Alien vs. Predator
Dir. & writ. Paul W.S. Anderson; feat. Sanna Lathan, Raoul Bova, Lance Henriksen (PG-13)
Alien vs. Predator is not so much a movie as a cool concept run into the ground, the sort of sci-fi fans' dream date that, in the hands of hack director/writer Paul W. S. Anderson, should have remained in the conceptual stages rather than tarnishing what was left of both of those '80s action icons. A group of well-financed adventurers go exploring an ancient ruin - part of the tired "chariots of the gods" premise which takes up the film's first act - buried thousands of feet under Antarctica's ice cap. While there, they inadvertently set loose what should be the biggest match-up since Ali vs. Fraizer between the two intergalactic species. Unlike that famed title bout, however, the surprisingly chaste, PG-13 rated AvP delivers nothing worthwhile beyond the hype. Whoever wins ... you lose. — Alejandro Pérez
Dir. & writ. Jeff Balsmeyer; feat. Rhys Ifans, Miranda Otto, Justin Clarke (PG-13)
An actual incident that might have made an anecdote on local Australian news has been inflated into a feature-length fable celebrating ordinary blokes. When Danny (Ifans), a bricklayer with extravagant dreams, attaches balloons to a backyard lawnchair, he floats free of his conniving wife (Clarke) and the city of Sydney. He falls to earth in remote, idyllic Clarke and into the arms of Glenda (Otto), a lovely meter maid. It is no surprise that Danny rejects the celebrity that his exploit earns and that Danny Deckchair never quite gets off the ground. — Steven G. Kellman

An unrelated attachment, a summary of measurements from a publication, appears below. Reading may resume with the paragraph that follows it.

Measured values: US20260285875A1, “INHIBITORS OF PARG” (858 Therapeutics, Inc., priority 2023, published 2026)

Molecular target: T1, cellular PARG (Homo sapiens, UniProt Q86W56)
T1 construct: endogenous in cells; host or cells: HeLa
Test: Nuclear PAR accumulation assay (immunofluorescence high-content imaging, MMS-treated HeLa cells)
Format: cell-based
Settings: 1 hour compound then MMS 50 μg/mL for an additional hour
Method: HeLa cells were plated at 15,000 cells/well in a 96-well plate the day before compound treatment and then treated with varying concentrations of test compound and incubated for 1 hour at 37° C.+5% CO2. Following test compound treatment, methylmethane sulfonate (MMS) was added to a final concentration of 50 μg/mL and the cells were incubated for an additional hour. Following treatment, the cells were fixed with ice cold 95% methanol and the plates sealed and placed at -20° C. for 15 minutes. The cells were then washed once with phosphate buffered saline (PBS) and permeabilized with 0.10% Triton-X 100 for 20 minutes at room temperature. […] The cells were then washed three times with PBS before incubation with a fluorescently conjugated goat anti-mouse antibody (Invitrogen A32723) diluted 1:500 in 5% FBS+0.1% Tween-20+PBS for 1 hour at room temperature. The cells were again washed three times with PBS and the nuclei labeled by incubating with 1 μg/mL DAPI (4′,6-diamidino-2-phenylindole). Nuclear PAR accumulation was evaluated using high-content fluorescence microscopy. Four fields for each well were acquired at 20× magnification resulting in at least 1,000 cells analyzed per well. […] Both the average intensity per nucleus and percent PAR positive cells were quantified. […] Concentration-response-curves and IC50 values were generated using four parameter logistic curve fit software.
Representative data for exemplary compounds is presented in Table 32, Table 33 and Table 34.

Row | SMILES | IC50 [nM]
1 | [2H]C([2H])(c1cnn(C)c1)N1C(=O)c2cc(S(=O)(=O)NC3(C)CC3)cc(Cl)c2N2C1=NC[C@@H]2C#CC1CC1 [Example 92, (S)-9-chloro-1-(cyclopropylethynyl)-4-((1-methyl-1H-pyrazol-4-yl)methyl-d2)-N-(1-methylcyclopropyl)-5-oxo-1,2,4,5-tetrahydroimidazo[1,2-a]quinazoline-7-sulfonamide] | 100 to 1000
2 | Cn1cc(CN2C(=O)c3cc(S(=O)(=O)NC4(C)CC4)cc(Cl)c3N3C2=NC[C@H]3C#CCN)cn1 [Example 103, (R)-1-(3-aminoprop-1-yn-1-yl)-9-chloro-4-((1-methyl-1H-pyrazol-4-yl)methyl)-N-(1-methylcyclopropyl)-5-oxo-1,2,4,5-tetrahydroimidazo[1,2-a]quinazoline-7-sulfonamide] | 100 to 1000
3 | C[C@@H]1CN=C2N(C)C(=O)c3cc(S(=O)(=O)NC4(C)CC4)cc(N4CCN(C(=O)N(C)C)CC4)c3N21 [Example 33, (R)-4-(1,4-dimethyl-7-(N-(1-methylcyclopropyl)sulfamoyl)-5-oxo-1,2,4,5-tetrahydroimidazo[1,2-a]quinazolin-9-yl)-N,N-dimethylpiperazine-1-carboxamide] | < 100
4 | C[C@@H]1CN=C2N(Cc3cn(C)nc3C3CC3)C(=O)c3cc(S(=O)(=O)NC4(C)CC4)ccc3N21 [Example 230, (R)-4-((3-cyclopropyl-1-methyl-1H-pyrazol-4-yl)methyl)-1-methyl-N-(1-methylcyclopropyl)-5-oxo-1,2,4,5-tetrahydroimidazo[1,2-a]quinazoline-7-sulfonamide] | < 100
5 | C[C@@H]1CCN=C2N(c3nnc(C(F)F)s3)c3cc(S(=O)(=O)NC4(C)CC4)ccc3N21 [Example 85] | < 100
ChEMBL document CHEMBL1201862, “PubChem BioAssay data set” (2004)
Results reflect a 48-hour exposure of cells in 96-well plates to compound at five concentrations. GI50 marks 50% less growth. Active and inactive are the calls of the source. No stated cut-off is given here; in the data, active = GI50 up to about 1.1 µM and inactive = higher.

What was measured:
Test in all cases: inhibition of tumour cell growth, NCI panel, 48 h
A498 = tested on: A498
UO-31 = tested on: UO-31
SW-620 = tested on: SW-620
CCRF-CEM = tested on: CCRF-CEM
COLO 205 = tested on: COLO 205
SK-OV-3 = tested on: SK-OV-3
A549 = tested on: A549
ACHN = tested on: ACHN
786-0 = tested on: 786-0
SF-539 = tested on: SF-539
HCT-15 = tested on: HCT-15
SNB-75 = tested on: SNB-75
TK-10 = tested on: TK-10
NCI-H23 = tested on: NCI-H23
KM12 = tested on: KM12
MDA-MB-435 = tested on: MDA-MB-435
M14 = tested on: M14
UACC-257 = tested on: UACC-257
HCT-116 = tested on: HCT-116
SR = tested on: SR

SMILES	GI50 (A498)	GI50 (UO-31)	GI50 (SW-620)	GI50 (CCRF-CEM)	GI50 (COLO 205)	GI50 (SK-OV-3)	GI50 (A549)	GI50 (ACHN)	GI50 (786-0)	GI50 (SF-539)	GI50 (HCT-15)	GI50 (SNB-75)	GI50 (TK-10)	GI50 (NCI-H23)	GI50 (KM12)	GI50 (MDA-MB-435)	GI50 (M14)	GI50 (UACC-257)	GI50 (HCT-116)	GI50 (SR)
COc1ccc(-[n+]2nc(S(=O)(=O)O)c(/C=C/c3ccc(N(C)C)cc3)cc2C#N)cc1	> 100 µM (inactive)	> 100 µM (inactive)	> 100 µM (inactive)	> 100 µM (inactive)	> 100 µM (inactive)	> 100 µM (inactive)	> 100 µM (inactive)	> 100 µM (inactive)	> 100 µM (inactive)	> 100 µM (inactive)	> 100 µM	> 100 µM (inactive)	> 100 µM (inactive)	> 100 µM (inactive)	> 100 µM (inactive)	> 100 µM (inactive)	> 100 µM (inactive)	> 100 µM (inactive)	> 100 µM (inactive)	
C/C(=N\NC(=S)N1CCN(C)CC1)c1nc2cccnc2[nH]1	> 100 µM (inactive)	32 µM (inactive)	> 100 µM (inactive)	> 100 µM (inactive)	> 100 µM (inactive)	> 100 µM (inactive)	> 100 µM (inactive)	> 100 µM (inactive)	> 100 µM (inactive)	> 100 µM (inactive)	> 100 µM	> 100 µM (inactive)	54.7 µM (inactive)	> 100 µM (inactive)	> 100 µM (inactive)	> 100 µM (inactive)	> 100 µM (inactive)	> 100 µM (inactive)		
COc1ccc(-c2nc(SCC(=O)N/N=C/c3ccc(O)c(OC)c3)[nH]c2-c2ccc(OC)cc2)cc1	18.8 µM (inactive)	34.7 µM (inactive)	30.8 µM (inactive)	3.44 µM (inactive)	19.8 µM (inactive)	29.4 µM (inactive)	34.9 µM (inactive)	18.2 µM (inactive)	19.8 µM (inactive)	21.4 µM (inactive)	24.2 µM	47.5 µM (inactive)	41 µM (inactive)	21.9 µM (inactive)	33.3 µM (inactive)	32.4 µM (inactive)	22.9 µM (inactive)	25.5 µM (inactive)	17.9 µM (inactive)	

Do The Right Thing
Dir. and writ. Spike Lee; feat. Spike Lee, Danny Aiello, Ossie Davis, Ruby Dee, John Turturro, Giancarlo Esposito, Richard Edson, Bill Nunn (R)
Spike Lee's new movie, She Hate Me, is currently being greeted by some of the worst reviews the director has ever seen. That makes it an interesting time to revisit this, the movie that made Lee look like a filmmaker who could shake the world. Still his best, this 1989 stunner is set in a poor Brooklyn neighborhood on the hottest day of summer. Over the course of the day, racial tensions come to a boil and the personal becomes political. Mookie, a pizza delivery guy played by Lee, sits uncomfortably between his white employer and his black peers; the story builds to a wildly tense and truthfully ambiguous confrontation, and Lee depicts it with remarkable cinematic know-how. — John DeFore
Do the Right Thing screens at 7:30pm, August 24 as part of Texas Public Radio's "Cinema Tuesdays" series, at the Bijou at Crossroads Theater. Admission is $10 members / $12 non-members. 614-8977 or tpr.org for reservations.
Dir. Luis Buñuel; writ. Mercedes Pinto; feat. Arturo de Cordova, Delia Garces, Aurora Walker, Carlos Martinez (NR)
The psychological story of a man obsessed. Francisco, a wealthy, middle-aged man, marries a young woman and subsequently develops a paranoid obsession with her supposed infidelity. Though his passion starts to exhibit disturbing traits, his wife still meets with skepticism as she expresses her worries to their acquaintances. One of the great films from Buñuel's Mexican period, the black humor of El failed to be appreciated by critics at the time of its release. It is now considered one of the most representative of Buñel's personal mythology.
El screens at 4pm Sunday, August 22, and 7pm Wednesday, August 25 at the Instituto de México, 600 Hemisfair Park. Admission is free.
Dir. Orson Welles; writ. Orson Welles, based on the novel by Franz Kafka; feat. Anthony Perkins, Arnoldo Foà, Jess Hahn, Billy Kearns (NR)
Josef K. wakes up to police entering his room; he is told he is on trial, though nobody will tell him the crime of which he is accused. He looks behind the façade of the judicial system in an attempt to profess his innocence, but the more he investigates the accusations, the farther he falls into a pit of bureaucratic red tape. There seems to be no chance for him to escape from this original Kafkaesque nightmare. — Nicole Chavez
The Trial screens at approximately 9pm, August 19 at the Slab across the street from La Tuna, 100 Probandt. Admission is free. For more information, call 212-9373.